Kyrgyzstan badly needs foreign investment for its infrastructure development projects

Dec 23 — “As part of an official Republic of Kyrgyzstan state visit to Saudi Arabia, Dr. Khalid Al-Khudairy, Vice President and Managing Director for the Saudi Fund for Development (SFD), and Mrs. Baktygul Jeenbaeva, Minister of Finance of the Republic of Kyrgyzstan, signed a new infrastructure loan agreement. SFD partnered with the Islamic Development Bank and the Kuwait Fund to contribute to the rehabilitation and improved construction of the 442 km long Lake Issykul Ring Road, which provides access from the Kyrgyz capital city of Bishkek to one of Central Asia’s prime tourism destinations.” READ MORE: https://www.financialbuzz.com/saudi-fund-for-development-supports-the-government-of-kyrgyzstan-in-developing-key-transportation-projects/

Andrey Belyaninov about work with Kyrgyzstan, digitization and green economy

The Eurasian Development Bank’s Chairman Andrey Belyaninov’s interview about cooperation with Kyrgyzstan and promising areas for financing

Dec 24 — “How does 2019 end for EDB? We preliminary reported to the EDB Council on the work of the bank as of the beginning of December. All key indicators that were planned for the year have been fulfilled. I asked the bank’s Council to entrust us with the development of a new strategy, in order we can act more urgently on what is happening in the markets.” READ MORE: https://24.kg/english/138933_Andrey_Belyaninov_about_work_with_Kyrgyzstan_digitization_and_green_economy/

Unsafe City: Why Ramps in Bishkek Are Just For Show?

Bishkek doesn’t have accessible environment for certain groups of people and cannot be called a safe city

Dec 25 — “Mothers with strollers, elderly people with mobility problems, and physically disabled people that use wheelchairs still need to choose routes to make their travel around the city comfortable. “Proper” ramps and stair lifts are not widely accessible in the capital. Speaking of the “properness” of ramps, we should turn to the construction norms and rules (SNiP) of the Kyrgyz Republic. SNiP 35-01-2001 is titled “Accessibility of buildings and structures to mobility impaired groups of people”. READ MORE: https://cabar.asia/en/unsafe-city-why-ramps-in-bishkek-are-just-for-show/


Arabic Language Courses in Tajikistan: A Silent Ban or Absence of Demand?

Officials in Dushanbe deny any restrictions on the Arabic language study, but those willing to study it, cannot find the suitable courses

Dec 17 — “Mehrangez Tursunzoda, Tajik journalist, searched for Arabic courses for her 12-year-old younger brother. However, according to her, there are no offers for Arabic study in city’s training centers. “My brother fluently speaks Tajik, Russian and English. He is interested in Arabic language and we decided to enroll him in Arabic courses. Unfortunately, we did not find a single training center where this language was taught,” Tursunzoda says.” READ MORE: https://cabar.asia/en/arabic-language-courses-in-tajikistan-a-silent-ban-or-absence-of-demand/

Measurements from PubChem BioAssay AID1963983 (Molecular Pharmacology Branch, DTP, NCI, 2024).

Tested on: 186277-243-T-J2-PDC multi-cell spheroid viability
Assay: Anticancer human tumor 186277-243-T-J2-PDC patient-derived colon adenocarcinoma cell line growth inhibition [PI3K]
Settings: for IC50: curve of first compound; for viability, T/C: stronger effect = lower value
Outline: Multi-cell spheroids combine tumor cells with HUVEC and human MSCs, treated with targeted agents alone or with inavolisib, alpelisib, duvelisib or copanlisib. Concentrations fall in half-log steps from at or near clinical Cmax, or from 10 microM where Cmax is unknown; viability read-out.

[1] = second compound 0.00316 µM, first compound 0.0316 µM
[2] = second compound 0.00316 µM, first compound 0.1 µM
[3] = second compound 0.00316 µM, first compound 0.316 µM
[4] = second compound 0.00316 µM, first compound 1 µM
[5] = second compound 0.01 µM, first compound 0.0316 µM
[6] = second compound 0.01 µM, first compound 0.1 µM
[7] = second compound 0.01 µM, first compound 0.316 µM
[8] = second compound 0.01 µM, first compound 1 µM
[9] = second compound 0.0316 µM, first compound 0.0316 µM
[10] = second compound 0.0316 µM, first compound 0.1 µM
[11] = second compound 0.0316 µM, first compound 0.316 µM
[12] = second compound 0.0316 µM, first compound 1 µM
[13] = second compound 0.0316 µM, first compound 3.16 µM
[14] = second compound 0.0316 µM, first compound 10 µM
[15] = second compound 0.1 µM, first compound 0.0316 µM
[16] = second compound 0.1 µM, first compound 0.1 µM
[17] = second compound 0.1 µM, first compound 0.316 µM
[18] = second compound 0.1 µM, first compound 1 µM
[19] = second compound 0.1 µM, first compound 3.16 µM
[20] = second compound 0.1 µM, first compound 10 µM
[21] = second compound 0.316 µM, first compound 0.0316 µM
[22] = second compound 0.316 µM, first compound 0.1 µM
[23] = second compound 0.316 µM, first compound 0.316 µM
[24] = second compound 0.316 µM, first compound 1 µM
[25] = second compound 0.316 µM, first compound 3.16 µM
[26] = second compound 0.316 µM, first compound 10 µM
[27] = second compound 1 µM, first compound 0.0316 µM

Freedom of Speech in Tajikistan: Don’t Seek, Don’t Ask, Don’t Talk

The main obstacles and threats to the media in Tajikistan are insufficient professional training, self-censorship, insufficient financial resources, poor professional ethics and government interference in the media

Dec 20 — “Without preparation, one can confidently list the negative events or trends that have occurred in the field of Tajik mass media in recent years. It will not be so easy to mention positive evens, mentioned the editor of IWPR in Tajikistan, Marat Mamadshoev. According to data from the Ministry of Culture of Tajikistan, 371 newspapers (109 state-owned, 262 private), 243 magazines (113 state-owned, 130 non-state), 11 news agencies (10 non-state, 1 state-owned), 34 television companies (20 of which are independent) are registered in the republic.” READ MORE: https://cabar.asia/en/freedom-of-speech-in-tajikistan-don-t-seek-don-t-ask-don-t-talk/

A Tajik Business Empire Tied To The President Keeps On Running, Despite Being Shut Down

The president’s son-in-law, Shamsullo Sohibov, controls a vast amount of wealth in Tajikistan

Dec 24 — “Three months ago, the Faroz company was one of the most successful business conglomerates in Tajikistan, controlled by none other than President Emomali Rahmon’s wealthy son-in-law, Shamsullo Sohibov. But at the height of that success, Faroz dropped a bombshell and announced it would shut down due to tough market conditions and dwindling profits.” READ MORE: https://www.rferl.org/a/family-ties-tajik-style-presidential-son-in-law-s-business-empire-still-active-despite-shut-down-claim/30342381.html